Gulfstream Shipbuilding, Freeport, Fla., has been awarded a contract through the U.S. Department of Homeland Security for a passenger/vehicle ferry to service New York and Connecticut waters. This 118'x27'x10'9" crewboat-style ferry will transport passengers, freight and vehicles in and around the waters of Eastern Long Island Sound and Gardiner’s Bay for the DHS's Plum Island Animal Disease Center.

“Gulfstream Shipbuilding is not only familiar with the Eastern Long Island Sound waters, our team has delivered three ferry vessels to North Ferry Company that operate near these waters,” said James Murray, the shipyard’s sales manager. “We are proud of our 35-plus year history of building strong aluminum crewboats for all types of conditions.”

Working with Naval Architect C. Fly Marine Services, Gulfstream and its design team have incorporated key design elements to meet and exceed the Critical Vessel Objective. The welded aluminum, monohull, diesel propelled, quad screw passenger/vehicle ferry sports a 6'6" draft.

Main propulsion will come from four Caterpillar C32 diesel engines, producing 1,300 hp at 1,800 rpm each. The Cats will be connected to 4-bladed, nibral wheels through ZF 3050A marine gears, giving the new ferry a running speed of 26 knots. For added maneuverability, the vessel will be fitted with a 75-hp Wesmar hydraulic dual prop thruster.

The hull structure is designed for strength with considerations for ice, but not overly heavy as to affect performance, maneuverability, seaworthiness, comfort and speed requirements. Paying particular attention to the beam at waterline and dead rise considerations, the hull design will provide for minimal frictional and wave-making resistance along with the center of gravity to meet the peak performance envelope and to ensure adequate speed and efficiency.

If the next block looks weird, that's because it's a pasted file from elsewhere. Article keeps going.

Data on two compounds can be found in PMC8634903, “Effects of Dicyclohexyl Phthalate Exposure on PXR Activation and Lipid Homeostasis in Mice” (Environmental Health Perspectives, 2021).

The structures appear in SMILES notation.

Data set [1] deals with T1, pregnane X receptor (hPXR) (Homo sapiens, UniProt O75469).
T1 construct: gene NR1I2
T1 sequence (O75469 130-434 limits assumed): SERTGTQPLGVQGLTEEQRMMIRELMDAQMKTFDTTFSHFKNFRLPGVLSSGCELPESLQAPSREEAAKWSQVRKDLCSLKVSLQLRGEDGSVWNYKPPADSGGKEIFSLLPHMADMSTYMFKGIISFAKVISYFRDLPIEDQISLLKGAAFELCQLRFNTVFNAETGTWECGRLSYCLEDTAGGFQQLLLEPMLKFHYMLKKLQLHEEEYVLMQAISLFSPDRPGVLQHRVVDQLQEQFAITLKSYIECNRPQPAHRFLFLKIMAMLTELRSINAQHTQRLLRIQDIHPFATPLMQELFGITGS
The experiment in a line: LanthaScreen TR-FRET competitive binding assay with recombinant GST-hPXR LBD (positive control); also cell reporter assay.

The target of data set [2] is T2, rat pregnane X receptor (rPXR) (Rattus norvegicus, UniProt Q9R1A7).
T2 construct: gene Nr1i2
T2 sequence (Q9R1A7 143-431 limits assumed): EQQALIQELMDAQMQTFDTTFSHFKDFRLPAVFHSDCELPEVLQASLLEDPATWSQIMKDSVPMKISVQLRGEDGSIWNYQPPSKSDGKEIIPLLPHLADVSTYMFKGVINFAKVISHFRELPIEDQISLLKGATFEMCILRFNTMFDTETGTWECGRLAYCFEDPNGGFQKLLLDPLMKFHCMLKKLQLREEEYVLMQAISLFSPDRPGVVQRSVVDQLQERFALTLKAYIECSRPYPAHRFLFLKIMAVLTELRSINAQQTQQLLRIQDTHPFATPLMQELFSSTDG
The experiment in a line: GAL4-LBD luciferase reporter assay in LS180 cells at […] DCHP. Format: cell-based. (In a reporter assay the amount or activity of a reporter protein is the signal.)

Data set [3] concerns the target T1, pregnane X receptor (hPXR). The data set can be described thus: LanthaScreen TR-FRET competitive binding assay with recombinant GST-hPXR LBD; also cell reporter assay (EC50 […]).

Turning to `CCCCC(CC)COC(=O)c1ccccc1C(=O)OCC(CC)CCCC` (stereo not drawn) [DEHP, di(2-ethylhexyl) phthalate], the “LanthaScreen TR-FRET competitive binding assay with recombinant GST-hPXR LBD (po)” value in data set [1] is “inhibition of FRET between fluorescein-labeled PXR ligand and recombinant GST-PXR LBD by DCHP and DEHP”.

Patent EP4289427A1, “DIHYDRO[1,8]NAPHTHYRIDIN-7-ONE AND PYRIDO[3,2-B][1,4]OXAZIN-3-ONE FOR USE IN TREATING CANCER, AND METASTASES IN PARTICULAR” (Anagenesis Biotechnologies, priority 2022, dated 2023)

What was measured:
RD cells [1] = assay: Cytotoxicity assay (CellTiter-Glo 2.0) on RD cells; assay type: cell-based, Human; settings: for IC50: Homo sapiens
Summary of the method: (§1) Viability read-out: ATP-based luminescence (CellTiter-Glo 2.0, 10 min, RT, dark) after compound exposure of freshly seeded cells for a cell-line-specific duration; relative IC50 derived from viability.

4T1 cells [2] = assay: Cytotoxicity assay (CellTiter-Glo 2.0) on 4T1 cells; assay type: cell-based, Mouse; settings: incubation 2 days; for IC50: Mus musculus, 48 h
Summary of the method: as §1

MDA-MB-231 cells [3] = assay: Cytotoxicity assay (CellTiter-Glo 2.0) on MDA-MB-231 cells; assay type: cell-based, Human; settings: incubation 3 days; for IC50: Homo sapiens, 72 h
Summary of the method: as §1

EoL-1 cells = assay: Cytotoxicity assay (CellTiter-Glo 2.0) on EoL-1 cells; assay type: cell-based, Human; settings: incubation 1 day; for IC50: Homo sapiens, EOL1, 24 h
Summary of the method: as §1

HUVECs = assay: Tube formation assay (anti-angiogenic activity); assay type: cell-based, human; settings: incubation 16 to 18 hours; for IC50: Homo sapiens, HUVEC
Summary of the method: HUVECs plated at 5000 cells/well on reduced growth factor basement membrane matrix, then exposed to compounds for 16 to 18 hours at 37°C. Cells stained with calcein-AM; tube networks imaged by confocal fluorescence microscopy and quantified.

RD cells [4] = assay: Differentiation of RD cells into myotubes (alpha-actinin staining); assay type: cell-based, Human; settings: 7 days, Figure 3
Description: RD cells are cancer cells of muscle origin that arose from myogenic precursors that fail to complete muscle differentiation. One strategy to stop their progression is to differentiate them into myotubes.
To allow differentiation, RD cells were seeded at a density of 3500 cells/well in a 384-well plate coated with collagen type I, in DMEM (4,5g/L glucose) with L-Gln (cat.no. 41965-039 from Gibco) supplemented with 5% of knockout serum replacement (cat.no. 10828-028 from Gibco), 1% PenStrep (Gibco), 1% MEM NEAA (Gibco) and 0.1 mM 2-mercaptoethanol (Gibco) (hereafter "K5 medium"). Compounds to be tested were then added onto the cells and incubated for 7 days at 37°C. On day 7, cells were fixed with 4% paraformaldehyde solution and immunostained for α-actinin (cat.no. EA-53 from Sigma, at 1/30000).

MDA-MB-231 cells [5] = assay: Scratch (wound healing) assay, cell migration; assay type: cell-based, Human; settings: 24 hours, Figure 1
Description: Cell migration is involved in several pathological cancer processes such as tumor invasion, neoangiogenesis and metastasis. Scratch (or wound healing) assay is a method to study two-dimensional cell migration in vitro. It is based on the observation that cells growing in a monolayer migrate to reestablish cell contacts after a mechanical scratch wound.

Gulfstream's hull design is similar to that of a Gulf Coast crewboat, with a diminished cargo deck overall and a narrower beam at the waterline to reduce overall resistance at semi-displacement speeds. A sharp entry and moderate dead rise will provide a comfortable ride platform within the operational envelope.

Ship’s service power will be the responsibility of twin John Deere GK4045-powered gensets, sparking 65 kW of electricity each. Other features will include ZF four-station Clear Command controls with synchronization capabilities, a Skipper Hydraulics steering system, and capacities of 9,500 gals. of fuel, 800 gals. water and 375 gals. lube oil.

The as yet named new ferry will be capable of carrying up to 148 passengers and crew and fire engines, various support vehicles and freight on its rear cargo deck.

The new ferry has an expected delivery date of April 2017 and will be certified USCG Subchapter T, under 100-gt.

Ken Hocke has been the senior editor of WorkBoat since 1999. He was the associate editor of WorkBoat from 1997 to 1999. Prior to that, he was the editor of the Daily Shipping Guide, a transportation daily in New Orleans. He has written for other publications including The Times-Picayune. He graduated from Louisiana State University with an arts and sciences degree, with a concentration in English, in 1978.